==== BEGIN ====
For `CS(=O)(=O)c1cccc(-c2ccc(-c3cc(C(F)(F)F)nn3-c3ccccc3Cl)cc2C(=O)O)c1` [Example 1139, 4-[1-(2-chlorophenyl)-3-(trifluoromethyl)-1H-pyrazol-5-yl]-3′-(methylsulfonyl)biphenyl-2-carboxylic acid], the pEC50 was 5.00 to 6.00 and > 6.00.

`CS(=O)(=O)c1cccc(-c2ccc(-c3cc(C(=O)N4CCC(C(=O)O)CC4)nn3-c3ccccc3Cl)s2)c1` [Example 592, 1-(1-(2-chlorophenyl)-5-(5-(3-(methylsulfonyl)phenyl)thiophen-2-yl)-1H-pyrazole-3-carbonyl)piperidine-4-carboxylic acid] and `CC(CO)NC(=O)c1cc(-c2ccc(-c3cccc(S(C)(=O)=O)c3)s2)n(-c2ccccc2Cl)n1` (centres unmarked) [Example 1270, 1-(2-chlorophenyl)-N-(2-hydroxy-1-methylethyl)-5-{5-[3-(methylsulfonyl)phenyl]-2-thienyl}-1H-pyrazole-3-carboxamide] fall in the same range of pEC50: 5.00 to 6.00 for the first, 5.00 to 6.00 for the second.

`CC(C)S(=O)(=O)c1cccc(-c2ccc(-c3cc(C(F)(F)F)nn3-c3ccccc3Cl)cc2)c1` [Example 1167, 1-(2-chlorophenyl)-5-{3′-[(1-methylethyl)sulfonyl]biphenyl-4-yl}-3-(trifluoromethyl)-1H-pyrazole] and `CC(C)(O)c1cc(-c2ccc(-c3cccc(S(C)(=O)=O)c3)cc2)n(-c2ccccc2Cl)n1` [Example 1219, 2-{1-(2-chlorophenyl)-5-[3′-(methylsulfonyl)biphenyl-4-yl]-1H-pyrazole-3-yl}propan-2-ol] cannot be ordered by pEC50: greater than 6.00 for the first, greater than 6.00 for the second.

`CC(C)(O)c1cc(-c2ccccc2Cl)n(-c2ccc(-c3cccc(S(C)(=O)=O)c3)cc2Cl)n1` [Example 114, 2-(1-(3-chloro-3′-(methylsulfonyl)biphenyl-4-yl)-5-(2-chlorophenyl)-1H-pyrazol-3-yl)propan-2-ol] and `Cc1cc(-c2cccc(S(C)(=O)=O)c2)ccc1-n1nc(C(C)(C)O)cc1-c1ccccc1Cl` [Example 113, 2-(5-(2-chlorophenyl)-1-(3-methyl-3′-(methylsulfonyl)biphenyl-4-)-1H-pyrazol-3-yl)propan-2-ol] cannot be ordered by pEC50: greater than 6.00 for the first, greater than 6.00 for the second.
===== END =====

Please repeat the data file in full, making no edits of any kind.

For `CS(=O)(=O)c1cccc(-c2ccc(-c3cc(C(F)(F)F)nn3-c3ccccc3Cl)cc2C(=O)O)c1` [Example 1139, 4-[1-(2-chlorophenyl)-3-(trifluoromethyl)-1H-pyrazol-5-yl]-3′-(methylsulfonyl)biphenyl-2-carboxylic acid], the pEC50 was 5.00 to 6.00 and > 6.00.

`CS(=O)(=O)c1cccc(-c2ccc(-c3cc(C(=O)N4CCC(C(=O)O)CC4)nn3-c3ccccc3Cl)s2)c1` [Example 592, 1-(1-(2-chlorophenyl)-5-(5-(3-(methylsulfonyl)phenyl)thiophen-2-yl)-1H-pyrazole-3-carbonyl)piperidine-4-carboxylic acid] and `CC(CO)NC(=O)c1cc(-c2ccc(-c3cccc(S(C)(=O)=O)c3)s2)n(-c2ccccc2Cl)n1` (centres unmarked) [Example 1270, 1-(2-chlorophenyl)-N-(2-hydroxy-1-methylethyl)-5-{5-[3-(methylsulfonyl)phenyl]-2-thienyl}-1H-pyrazole-3-carboxamide] fall in the same range of pEC50: 5.00 to 6.00 for the first, 5.00 to 6.00 for the second.

`CC(C)S(=O)(=O)c1cccc(-c2ccc(-c3cc(C(F)(F)F)nn3-c3ccccc3Cl)cc2)c1` [Example 1167, 1-(2-chlorophenyl)-5-{3′-[(1-methylethyl)sulfonyl]biphenyl-4-yl}-3-(trifluoromethyl)-1H-pyrazole] and `CC(C)(O)c1cc(-c2ccc(-c3cccc(S(C)(=O)=O)c3)cc2)n(-c2ccccc2Cl)n1` [Example 1219, 2-{1-(2-chlorophenyl)-5-[3′-(methylsulfonyl)biphenyl-4-yl]-1H-pyrazole-3-yl}propan-2-ol] cannot be ordered by pEC50: greater than 6.00 for the first, greater than 6.00 for the second.

`CC(C)(O)c1cc(-c2ccccc2Cl)n(-c2ccc(-c3cccc(S(C)(=O)=O)c3)cc2Cl)n1` [Example 114, 2-(1-(3-chloro-3′-(methylsulfonyl)biphenyl-4-yl)-5-(2-chlorophenyl)-1H-pyrazol-3-yl)propan-2-ol] and `Cc1cc(-c2cccc(S(C)(=O)=O)c2)ccc1-n1nc(C(C)(C)O)cc1-c1ccccc1Cl` [Example 113, 2-(5-(2-chlorophenyl)-1-(3-methyl-3′-(methylsulfonyl)biphenyl-4-)-1H-pyrazol-3-yl)propan-2-ol] cannot be ordered by pEC50: greater than 6.00 for the first, greater than 6.00 for the second.